Ghost in the Shell 2: Innocence
It's sure not "Tom and Jerry."
The difference between Japanese anime and US animation is the difference between the rest of the world's films and American films: Many other nations value reflection, dialogue, and philosophy; the US emphasizes technology. In the new anime called "Ghost in the Shell 2: Innocence," sequel to the 1995 hit of the same name without the "Innocence," the visuals are predominantly flat with some 3D background and 2D characters in front, but the story is loaded with musings about humanity and death.
While the U.S.'s Dream Works studios animate with a reality that counts the hairs on Shrek's arm, its international operation has director Mamoru Oshii with visuals almost abstract, or at least unrealistic, concentrating the on the philosophical underpinnings of thinkers such as Buddha, Descartes, and Milton. In the year 2032, part Cyborg detective Batou searches for the force behind the recent spate of murders by gynoids programmed to be sex dolls but suspiciously evidencing human characteristics. Don't even think for a second that there could be any comparison with last year's Will Smith vehicle "I, Robot," where the need of robots to experience being human was a textual but hardly thematic concern.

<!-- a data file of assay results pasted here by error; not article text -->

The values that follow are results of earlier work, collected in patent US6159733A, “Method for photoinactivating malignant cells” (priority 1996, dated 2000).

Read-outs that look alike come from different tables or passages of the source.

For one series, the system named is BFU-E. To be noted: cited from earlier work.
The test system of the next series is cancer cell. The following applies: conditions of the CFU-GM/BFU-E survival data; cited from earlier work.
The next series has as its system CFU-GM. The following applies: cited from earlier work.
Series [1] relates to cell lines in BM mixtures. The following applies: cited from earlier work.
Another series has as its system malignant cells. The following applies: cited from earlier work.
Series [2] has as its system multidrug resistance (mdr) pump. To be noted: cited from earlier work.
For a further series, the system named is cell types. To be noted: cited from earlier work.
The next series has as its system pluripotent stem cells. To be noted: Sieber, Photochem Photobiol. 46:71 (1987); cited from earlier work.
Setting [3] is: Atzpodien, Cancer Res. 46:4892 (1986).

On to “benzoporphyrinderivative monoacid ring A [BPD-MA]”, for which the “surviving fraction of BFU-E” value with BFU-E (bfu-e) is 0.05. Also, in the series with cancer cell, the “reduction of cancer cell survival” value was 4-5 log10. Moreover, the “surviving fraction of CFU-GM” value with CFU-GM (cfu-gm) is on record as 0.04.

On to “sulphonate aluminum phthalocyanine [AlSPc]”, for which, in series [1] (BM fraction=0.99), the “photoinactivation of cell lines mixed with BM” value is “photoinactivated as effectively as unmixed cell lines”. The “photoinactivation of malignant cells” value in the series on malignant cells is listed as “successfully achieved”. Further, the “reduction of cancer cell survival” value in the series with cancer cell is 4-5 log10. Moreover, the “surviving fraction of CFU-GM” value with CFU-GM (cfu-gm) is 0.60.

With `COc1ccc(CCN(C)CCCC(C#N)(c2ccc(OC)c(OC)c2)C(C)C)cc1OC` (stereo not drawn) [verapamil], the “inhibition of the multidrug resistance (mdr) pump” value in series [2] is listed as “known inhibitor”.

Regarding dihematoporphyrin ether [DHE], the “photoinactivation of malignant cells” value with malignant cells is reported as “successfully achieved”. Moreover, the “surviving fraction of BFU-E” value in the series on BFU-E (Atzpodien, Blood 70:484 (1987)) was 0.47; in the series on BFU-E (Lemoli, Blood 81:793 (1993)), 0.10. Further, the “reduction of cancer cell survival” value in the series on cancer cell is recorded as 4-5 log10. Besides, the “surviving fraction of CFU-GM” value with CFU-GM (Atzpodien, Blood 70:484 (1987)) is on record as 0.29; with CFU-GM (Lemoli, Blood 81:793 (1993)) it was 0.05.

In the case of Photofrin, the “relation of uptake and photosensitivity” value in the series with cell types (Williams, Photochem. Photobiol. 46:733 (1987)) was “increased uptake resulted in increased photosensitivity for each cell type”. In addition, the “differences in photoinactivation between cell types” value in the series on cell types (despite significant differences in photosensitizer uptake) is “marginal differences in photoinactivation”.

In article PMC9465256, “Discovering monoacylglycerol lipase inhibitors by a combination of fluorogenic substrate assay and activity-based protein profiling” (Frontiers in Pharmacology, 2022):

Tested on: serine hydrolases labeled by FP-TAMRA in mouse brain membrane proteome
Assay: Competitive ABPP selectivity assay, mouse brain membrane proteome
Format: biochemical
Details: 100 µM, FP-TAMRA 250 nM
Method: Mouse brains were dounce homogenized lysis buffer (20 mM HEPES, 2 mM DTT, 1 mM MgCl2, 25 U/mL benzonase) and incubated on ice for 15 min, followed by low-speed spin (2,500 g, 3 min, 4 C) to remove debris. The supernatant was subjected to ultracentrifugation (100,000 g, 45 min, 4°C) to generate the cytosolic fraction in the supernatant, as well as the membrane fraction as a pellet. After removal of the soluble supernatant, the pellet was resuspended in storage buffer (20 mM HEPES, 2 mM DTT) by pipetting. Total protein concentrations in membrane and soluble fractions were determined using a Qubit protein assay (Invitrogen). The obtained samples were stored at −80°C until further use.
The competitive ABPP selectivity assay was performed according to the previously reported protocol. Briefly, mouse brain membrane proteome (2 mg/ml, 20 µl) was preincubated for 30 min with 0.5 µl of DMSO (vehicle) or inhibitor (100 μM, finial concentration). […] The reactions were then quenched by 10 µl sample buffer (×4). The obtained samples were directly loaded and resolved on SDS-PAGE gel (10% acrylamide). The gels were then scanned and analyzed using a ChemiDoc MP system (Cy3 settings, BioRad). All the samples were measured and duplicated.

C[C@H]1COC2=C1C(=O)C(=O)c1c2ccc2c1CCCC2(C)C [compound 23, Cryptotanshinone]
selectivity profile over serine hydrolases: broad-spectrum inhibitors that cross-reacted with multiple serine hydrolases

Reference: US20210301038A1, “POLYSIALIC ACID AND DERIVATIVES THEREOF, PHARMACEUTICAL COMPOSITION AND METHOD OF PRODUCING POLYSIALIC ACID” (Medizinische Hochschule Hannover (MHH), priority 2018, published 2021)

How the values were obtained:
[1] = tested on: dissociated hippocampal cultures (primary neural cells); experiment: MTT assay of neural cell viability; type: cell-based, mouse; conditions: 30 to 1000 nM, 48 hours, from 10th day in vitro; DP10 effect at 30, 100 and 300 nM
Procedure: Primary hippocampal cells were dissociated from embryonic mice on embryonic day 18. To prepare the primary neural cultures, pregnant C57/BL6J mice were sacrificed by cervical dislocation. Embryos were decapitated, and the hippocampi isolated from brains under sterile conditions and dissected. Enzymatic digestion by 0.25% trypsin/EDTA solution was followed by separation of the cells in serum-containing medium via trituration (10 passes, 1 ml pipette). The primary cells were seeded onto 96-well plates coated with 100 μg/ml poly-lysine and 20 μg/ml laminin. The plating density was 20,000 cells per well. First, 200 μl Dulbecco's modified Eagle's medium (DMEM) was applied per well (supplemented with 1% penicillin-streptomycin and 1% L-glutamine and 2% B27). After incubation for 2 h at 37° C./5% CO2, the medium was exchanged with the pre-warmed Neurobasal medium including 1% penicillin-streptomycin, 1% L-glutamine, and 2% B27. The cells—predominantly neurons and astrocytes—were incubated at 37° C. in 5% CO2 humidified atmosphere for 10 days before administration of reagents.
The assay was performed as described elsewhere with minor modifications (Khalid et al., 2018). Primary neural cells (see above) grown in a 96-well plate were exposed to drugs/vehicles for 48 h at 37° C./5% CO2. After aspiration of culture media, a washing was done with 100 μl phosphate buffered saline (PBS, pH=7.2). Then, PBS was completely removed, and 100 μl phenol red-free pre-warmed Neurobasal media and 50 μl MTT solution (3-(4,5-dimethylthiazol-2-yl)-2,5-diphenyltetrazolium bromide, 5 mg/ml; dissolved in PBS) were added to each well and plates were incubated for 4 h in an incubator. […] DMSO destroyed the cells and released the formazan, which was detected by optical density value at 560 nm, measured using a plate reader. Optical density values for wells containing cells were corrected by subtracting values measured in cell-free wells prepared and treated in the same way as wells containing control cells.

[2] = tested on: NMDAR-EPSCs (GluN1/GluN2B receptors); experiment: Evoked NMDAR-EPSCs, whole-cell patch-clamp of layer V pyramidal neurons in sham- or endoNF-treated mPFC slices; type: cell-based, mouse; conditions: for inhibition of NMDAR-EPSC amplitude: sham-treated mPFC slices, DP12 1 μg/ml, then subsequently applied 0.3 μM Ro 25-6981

In fact, Batou has largely become robotic but has a soul; the world has become so mechanized that the crossover between robot and human is common. The yearning of nonhumans to experience human emotion, and concomitantly suffer death, has been an interest of Mary Shelley ("Frankenstein"), Robert Browning ("Calaban"), and Fritz Lang ("Metropolis") to name only a few of my favorites. And it has been a subject of most reputable science fiction writers and filmmakers. Director Oshii said, "Humans can only confirm that they are humans by reconstructing themselves into something else."
The visual effects echo the bleak world of "Blade Runner" and Gothic architecture in general with much of "Metropolis" in both the look and the anime penchant for philosophizing and preaching, be it through obvious social commentary or allegory. Pascal could have been describing the half humans of "Ghost in the Shell" when he exclaimed, "What a chimera, then, is man! what a novelty, what a monster, what a chaos, what a subject of contradiction, what a prodigy!"
"Ghost" is worth seeing several times, first for its sci fi ambience and understated doom, subsequently for deconstructing the numerous scholarly references. It's sure not "Tom and Jerry."